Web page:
Intergovernmental fiscal relations are characterized by a strong disconnect between spending and taxing powers, reflecting fragmentation and overlaps in responsibilities across government levels. While the sub-national government levels spend almost one third of general government outlays, their taxing power is very limited-and only exists at municipality level (communal tax based on enterprises payroll and real estate tax). Resources come mostly from transfers, co-financing, and shared taxes (notably personal income and corporate taxes and the value added tax). The complexity of financial flows is augmented by the existence of numerous extra-budgetary entities at all levels. Fiscal relations are regulated in a fiscal equalization law that is periodically re-negotiated, usually in connection with the internal Austrian Stability Pact. The current law is valid for 2008-13 if not renegotiated.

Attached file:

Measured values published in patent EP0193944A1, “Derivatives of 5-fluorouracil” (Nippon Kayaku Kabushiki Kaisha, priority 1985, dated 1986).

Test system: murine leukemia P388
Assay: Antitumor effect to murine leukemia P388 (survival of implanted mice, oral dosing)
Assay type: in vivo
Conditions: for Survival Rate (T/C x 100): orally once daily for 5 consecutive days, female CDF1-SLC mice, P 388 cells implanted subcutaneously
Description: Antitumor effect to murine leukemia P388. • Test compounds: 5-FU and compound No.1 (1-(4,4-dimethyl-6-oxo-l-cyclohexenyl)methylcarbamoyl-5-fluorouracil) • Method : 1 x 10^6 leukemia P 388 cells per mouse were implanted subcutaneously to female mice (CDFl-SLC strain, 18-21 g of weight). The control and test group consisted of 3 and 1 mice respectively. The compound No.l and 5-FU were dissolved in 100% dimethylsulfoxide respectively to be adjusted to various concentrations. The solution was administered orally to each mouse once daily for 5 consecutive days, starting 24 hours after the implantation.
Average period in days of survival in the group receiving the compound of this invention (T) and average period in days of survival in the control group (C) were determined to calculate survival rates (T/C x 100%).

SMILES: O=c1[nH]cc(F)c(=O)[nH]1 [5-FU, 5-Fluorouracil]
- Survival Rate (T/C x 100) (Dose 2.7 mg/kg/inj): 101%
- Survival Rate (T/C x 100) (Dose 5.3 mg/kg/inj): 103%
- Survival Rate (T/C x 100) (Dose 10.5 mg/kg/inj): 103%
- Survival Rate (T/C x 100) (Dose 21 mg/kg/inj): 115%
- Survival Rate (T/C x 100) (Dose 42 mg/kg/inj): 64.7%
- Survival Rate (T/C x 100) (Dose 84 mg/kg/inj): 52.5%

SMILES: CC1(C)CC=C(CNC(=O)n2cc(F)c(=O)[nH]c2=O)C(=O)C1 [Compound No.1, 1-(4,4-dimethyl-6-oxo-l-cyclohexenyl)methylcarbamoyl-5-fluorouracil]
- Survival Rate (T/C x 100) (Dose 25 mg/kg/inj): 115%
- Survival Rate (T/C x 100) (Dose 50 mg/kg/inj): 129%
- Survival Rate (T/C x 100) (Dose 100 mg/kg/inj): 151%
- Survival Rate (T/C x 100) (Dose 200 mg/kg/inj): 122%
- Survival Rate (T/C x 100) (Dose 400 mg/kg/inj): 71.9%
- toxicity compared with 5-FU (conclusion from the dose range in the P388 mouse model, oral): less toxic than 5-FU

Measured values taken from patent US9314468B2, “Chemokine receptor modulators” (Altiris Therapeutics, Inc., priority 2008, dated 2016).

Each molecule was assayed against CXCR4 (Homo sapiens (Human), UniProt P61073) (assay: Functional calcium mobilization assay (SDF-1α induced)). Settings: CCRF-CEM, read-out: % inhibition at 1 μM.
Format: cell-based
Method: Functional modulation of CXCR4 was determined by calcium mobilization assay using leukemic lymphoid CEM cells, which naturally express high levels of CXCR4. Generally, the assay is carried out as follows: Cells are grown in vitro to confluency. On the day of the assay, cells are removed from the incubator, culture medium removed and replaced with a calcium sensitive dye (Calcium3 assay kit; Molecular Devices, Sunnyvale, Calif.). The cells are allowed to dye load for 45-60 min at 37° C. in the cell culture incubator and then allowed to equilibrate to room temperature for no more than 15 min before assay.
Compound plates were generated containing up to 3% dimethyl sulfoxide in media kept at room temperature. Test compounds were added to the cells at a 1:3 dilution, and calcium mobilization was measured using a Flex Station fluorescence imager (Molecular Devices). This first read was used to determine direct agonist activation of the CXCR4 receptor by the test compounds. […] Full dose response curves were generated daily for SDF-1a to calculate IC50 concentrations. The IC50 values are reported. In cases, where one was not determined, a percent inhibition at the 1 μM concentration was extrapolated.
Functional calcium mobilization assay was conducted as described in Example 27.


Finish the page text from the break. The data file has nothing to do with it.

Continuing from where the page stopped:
The internal stability pact suffers from design and implementation issues. In 1999, the “Austrian Stability Pact” was instituted to share fiscal consolidation burdens across layers of government. The pact sets annual numerical targets for the headline deficit of central government, Laender, and municipalities. Before the crisis, over-achievement at the federal level had often compensated under-performance at the Laender level. No sanctions were enforced. Nominal deficit targets may furthermore be procyclical, although there is some leeway for temporary deviation. Finally, there seems to be room for improvement in information exchange and coordination among partners. The most recent pact, supposed to be valid from 2008 to 2013, is unsurprisingly off track since 2009.